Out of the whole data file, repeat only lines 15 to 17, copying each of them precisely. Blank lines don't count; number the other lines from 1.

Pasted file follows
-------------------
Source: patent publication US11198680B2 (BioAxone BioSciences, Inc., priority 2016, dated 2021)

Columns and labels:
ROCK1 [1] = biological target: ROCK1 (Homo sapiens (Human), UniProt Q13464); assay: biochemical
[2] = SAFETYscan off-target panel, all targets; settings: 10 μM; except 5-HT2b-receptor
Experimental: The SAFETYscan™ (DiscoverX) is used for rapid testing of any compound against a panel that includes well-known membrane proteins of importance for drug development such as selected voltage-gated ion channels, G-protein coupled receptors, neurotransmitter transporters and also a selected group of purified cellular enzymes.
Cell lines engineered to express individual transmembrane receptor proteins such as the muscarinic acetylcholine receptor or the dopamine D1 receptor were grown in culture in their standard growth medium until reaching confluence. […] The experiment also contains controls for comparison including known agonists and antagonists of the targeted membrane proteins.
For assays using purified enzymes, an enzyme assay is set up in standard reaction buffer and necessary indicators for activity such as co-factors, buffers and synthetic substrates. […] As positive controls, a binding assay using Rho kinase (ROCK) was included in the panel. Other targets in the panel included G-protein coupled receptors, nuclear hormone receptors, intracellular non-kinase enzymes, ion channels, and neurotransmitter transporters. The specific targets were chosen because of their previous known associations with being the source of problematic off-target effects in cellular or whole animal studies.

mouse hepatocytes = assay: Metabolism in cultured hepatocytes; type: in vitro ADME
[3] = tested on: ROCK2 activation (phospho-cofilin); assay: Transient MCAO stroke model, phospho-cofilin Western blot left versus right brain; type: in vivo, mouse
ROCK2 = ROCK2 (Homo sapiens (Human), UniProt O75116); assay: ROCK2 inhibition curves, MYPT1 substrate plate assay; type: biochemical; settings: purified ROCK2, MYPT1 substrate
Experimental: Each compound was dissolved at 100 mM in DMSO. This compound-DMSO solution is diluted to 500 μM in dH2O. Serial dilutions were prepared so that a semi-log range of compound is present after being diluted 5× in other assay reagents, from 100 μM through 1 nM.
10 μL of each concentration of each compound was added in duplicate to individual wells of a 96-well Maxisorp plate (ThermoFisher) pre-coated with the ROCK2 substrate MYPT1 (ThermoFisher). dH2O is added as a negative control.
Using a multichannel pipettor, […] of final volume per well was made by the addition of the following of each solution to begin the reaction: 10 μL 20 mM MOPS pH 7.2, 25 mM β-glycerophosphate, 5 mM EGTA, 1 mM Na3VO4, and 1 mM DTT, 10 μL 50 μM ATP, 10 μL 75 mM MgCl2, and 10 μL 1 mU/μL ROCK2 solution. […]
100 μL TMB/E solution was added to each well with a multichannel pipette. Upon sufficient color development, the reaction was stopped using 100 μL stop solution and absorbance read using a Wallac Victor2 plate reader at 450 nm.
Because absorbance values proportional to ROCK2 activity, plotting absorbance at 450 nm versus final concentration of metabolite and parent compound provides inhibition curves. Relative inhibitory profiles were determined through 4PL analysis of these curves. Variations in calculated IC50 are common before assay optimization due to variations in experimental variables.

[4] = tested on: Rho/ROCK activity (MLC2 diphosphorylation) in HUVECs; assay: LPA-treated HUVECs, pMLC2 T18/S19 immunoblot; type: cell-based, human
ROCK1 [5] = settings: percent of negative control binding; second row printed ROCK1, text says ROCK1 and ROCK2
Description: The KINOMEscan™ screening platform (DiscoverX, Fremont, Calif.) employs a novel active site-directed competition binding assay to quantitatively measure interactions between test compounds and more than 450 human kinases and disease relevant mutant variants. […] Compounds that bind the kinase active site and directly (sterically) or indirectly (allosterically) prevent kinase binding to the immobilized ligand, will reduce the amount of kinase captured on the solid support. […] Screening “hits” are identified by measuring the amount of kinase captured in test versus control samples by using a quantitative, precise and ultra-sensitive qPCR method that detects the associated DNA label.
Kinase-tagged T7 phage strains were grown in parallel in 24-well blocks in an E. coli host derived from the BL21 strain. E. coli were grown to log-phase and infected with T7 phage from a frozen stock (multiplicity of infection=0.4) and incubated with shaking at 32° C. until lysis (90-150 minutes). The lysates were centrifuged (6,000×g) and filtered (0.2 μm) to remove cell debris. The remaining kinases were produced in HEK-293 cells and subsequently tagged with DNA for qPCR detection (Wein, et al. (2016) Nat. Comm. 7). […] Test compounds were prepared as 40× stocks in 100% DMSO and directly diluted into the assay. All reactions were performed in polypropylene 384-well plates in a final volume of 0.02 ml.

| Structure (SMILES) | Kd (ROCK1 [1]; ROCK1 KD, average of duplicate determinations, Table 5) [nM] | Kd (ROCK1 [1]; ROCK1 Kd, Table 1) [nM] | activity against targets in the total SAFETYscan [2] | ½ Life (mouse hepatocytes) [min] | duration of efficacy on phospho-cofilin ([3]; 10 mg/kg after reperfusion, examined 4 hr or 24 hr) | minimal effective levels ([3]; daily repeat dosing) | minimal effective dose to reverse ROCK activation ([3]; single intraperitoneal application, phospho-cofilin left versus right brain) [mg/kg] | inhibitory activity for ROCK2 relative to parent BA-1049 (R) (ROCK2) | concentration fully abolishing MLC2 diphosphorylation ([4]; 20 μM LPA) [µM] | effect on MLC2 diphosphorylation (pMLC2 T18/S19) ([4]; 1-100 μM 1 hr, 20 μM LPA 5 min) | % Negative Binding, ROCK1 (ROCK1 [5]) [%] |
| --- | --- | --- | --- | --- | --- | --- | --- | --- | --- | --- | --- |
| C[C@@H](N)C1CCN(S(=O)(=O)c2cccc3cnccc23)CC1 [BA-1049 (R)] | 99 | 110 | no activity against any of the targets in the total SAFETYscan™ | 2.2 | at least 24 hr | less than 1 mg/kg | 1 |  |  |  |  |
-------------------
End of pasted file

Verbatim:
Because absorbance values proportional to ROCK2 activity, plotting absorbance at 450 nm versus final concentration of metabolite and parent compound provides inhibition curves. Relative inhibitory profiles were determined through 4PL analysis of these curves. Variations in calculated IC50 are common before assay optimization due to variations in experimental variables.

[4] = tested on: Rho/ROCK activity (MLC2 diphosphorylation) in HUVECs; assay: LPA-treated HUVECs, pMLC2 T18/S19 immunoblot; type: cell-based, human
ROCK1 [5] = settings: percent of negative control binding; second row printed ROCK1, text says ROCK1 and ROCK2